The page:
Exposure to Atmospheric Ozone Disruption and Altitude Over 3500 m.a.s.l. are Associated with a Higher Prevalence of Photodermatoses in Pediatric Population of High-Altitude in Peru

Willy Ramos, Ericson L. Gutierrez, Jhony A. De La Cruz-Vargas, Jesús Díaz, Jorge Hurtado, Gerardo Ronceros, Esther de Vries

Research output: Contribution to journalArticlepeer-review

Abstract

Objective: To determine if exposure to atmospheric ozone disruption and other factors are associated with photodermatoses in the high-altitude pediatric population in Peru. Materials and Methods: A cross-sectional study based on data obtained from studies of dermatological diseases among the population exposed to mine tailings in Peru which included children under the age of 18 in 6 population centers located over 2500 meters above sea level (m.a.s.l). We evaluated the presence of photodermatoses and possible associated factors obtaining the adjusted odds ratio (aOR) and confidence intervals (CI). Results: 594 children below the age of 18 participated in this study, 53.0% girls, the average age was 10.4 ± 4.1 years. 51.3% were exposed to a mini hole in the ozone layer, 60.1% resided at an altitude over 3500 m.a.s.l and 51.9% presented cutaneous manifestations of atopy upon physical examination. The prevalence of photodermatoses was 64.8%, of which the most frequent were actinic prurigo (49.3%), pityriasis alba (18.5%) and actinic cheilitis (4.4%). The multivariate analysis found that residing in a region exposed to the mini hole in the ozone layer (aOR = 4.23; CI 95%: 2.32–7.72) and residing at an altitude over 3500 m.a.s.l (aOR = 2.76; CI 95%: 1.57–4.86) were both independent associated factors to photodermatoses. Conclusion: A high prevalence of photodermatoses exists among the pediatric population living at high-altitude in Peru. Residing in a region exposed to a mini hole in the ozone layer and residing over 3500 m.a.s.l constituted associated factors.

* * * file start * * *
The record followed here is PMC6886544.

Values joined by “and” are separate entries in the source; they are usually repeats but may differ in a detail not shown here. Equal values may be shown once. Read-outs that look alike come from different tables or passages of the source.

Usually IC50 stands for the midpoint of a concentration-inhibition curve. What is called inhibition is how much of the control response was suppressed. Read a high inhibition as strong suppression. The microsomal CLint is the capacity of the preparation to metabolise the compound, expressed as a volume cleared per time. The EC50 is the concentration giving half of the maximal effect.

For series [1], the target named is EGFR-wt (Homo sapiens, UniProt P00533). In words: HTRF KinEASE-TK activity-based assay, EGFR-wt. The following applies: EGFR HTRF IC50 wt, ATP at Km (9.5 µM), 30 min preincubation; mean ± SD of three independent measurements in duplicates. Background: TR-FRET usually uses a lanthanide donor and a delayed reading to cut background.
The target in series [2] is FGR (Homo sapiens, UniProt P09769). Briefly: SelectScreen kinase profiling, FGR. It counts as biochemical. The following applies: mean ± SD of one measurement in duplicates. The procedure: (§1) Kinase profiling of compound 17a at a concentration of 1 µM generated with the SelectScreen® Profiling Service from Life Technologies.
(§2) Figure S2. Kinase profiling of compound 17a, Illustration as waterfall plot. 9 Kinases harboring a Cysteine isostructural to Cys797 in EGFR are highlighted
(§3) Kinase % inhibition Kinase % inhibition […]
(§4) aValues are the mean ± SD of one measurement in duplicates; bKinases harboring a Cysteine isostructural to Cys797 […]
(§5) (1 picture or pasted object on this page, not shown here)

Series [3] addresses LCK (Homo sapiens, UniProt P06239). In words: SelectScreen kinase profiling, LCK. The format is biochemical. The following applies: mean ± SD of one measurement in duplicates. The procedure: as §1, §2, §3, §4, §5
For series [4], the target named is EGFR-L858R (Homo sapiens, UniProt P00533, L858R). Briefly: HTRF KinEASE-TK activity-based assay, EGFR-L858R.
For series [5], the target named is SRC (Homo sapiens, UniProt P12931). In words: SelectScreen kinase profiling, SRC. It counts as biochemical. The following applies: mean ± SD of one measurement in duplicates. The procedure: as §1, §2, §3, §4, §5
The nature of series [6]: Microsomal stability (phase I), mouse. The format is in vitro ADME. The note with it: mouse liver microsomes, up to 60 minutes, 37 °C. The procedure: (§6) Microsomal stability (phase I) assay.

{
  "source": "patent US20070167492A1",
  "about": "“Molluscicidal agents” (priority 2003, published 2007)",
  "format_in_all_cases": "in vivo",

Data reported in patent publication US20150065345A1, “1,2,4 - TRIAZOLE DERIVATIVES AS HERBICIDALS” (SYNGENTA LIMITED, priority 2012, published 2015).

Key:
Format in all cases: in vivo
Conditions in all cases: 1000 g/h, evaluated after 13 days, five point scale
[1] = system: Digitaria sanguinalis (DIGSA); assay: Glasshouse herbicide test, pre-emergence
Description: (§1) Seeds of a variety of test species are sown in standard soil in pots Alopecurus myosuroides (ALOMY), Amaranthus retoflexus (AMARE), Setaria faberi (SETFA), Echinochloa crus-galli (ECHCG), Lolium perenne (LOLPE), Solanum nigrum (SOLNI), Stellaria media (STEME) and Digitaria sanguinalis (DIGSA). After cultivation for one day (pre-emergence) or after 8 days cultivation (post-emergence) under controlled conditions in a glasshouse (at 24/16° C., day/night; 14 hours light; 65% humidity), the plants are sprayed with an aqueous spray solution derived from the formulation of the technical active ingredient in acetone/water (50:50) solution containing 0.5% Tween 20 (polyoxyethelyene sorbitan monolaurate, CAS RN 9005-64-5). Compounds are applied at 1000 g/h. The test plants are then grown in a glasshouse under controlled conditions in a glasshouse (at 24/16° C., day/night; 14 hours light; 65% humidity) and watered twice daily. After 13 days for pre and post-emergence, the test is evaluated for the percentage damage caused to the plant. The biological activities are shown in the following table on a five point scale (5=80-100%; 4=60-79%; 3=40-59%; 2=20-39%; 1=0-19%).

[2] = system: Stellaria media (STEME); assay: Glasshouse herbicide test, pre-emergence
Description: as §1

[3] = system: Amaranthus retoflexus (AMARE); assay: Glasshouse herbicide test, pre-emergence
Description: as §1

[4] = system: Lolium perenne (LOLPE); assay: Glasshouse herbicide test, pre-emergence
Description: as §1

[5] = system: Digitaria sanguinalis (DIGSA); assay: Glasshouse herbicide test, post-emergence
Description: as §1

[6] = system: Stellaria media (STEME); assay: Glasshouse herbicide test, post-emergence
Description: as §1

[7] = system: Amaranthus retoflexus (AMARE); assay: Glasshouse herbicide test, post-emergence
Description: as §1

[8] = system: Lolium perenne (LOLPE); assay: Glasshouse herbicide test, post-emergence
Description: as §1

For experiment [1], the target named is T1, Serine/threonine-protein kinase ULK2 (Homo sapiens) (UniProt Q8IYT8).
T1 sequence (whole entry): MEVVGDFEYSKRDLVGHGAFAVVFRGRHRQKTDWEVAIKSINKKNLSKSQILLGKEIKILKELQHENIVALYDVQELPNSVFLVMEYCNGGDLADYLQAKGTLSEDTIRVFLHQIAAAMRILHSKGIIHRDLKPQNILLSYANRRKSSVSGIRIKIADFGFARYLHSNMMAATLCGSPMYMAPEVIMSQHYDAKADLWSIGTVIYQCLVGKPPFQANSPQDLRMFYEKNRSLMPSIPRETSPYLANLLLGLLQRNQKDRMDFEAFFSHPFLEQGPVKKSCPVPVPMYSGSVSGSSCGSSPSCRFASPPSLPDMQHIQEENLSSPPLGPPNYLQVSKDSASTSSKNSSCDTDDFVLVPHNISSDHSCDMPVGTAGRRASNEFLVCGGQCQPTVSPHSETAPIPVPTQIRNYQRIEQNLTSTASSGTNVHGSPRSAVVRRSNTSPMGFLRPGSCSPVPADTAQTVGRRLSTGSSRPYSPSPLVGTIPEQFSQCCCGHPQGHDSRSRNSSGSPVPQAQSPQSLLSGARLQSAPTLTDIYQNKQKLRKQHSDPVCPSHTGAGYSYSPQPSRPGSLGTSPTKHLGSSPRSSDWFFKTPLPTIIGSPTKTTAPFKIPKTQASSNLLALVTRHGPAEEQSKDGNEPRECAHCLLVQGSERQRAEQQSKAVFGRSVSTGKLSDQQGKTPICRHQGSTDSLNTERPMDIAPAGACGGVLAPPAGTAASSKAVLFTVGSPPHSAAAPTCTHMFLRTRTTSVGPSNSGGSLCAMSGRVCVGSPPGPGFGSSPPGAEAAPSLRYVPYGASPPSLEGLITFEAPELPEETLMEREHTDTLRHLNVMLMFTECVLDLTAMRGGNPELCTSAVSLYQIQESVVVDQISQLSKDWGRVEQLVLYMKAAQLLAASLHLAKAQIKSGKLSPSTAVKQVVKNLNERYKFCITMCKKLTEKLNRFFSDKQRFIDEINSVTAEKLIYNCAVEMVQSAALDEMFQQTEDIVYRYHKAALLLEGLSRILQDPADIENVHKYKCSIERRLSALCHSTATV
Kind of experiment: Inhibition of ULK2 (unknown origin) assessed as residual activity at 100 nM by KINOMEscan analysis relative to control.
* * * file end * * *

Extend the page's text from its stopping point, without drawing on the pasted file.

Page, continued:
Original languageEnglish
Pages (from-to)1779-1786
Number of pages8
JournalClinical, Cosmetic and Investigational Dermatology
Volume15
DOIs
StatePublished - 2022
Externally publishedYes

Keywords

  • adolescents
  • children
  • high-altitude
  • ozone depletion
  • ultraviolet rays

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